The Strad Issue: January 2009
Musicians: Patricia Kopatchinskaja (violin) Orchestre des Champs-Elysées/Philippe Herreweghe
Patricia Kopatchinskaja first caught my attention with a coruscating ‘Kreutzer’ Sonata, in which she was partnered by Fazil Say. Her next Beethoven project could hardly be more different: using an instrument in period set-up, she has recorded the music for violin and orchestra, trying to come as close as possible to the delicate style of Franz Clement, first performer of the D major Concerto.
I think the disc is a considerable success, the best ‘authentic’ version so far, although Kopatchinskaja’s natural exuberance surfaces from time to time, especially in the cadenzas. At those moments I suspect she is closer to the style of a ‘natural’ fiddler such as the quartet leader Ignaz Schuppanzigh.
Tempos are shockingly fast at first hearing. The opening tutti takes on the character of a Prussian march in Herreweghe’s hands and I am not sure I shall ever like it. The solo playing is lovely, however. Contenting herself with a small, true sound, Kopatchinskaja achieves a wonderfully ‘inward’ quality at all the important points in the first two movements. Her passagework is quite rhapsodic.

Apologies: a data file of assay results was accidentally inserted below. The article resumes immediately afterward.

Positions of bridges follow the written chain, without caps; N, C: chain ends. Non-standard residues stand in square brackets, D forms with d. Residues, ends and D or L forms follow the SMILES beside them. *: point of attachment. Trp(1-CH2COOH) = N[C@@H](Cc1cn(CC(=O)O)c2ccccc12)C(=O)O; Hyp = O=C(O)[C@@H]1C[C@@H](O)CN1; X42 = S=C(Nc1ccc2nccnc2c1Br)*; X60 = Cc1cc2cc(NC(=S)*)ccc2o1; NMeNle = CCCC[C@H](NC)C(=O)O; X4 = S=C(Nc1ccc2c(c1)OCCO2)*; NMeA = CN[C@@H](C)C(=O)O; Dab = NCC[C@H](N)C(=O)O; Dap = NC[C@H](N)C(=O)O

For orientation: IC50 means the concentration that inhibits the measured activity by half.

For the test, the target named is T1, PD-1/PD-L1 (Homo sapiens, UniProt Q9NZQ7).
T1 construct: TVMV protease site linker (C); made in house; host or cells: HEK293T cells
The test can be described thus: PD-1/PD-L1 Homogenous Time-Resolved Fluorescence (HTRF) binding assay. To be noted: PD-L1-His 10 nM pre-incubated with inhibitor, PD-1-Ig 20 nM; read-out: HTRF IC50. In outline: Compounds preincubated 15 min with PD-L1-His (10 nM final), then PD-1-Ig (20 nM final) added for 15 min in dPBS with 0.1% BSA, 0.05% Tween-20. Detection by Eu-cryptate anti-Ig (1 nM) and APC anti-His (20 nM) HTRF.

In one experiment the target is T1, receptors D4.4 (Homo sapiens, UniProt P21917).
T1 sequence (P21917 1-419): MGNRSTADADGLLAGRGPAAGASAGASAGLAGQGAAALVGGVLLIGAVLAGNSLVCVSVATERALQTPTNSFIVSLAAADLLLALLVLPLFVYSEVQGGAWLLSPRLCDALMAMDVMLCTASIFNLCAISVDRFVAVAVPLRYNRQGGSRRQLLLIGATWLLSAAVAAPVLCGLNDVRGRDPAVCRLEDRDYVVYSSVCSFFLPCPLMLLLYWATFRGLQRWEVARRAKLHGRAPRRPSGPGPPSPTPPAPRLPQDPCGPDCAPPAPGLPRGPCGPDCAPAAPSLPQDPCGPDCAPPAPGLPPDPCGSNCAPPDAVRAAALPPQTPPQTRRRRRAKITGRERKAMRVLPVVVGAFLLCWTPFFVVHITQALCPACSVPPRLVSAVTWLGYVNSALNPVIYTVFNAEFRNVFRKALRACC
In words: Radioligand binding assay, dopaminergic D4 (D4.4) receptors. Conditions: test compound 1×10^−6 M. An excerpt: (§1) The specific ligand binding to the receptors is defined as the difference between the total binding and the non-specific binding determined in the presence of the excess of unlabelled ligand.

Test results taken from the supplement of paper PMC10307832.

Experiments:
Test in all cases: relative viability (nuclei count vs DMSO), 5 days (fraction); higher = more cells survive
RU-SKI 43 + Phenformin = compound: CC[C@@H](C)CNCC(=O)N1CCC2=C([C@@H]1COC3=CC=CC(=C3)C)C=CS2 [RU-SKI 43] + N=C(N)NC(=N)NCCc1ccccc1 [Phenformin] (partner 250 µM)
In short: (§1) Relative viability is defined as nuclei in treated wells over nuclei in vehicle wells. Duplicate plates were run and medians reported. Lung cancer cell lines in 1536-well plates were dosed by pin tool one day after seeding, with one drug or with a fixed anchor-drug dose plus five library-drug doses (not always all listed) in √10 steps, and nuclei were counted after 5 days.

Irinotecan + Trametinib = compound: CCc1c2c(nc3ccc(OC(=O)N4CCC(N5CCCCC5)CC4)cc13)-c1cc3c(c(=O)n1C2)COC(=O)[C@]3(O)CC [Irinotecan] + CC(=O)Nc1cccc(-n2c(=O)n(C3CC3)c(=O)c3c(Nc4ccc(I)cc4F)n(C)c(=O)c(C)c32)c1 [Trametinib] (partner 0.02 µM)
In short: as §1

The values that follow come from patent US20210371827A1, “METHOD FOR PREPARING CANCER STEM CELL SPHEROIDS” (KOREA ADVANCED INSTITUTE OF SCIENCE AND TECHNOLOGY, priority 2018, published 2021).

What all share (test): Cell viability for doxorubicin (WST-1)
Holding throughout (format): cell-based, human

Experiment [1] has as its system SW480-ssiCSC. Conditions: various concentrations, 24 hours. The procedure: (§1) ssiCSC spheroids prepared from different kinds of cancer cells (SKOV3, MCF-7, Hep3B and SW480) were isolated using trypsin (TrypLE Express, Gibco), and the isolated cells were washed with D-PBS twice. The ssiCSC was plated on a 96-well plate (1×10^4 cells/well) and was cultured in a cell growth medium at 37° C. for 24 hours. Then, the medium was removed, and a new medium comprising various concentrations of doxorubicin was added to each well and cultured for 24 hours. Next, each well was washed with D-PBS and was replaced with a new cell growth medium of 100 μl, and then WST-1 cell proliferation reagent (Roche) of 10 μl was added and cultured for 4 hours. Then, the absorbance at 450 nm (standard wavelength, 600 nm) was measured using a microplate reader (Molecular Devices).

The cadenzas are her own transcriptions of those Beethoven wrote for the piano version of the concerto. Not even Pollini has inured me to that version, and I cannot think that Beethoven would have wanted these cadenzas used by a violinist (pace Schneiderhan et al). Worse, Kopatchinskaja uses over-dubbing to put in the piano’s counter-melodies, introducing a note of artificiality. I must dissent from my colleague Robin Stowell’s view that these cadenzas ‘are the nearest we have to Beethoven’s ideal’.
The Romances and the C major torso, played as a fragment with no editorial ‘ending’, are beautifully done and the recordings are first rate.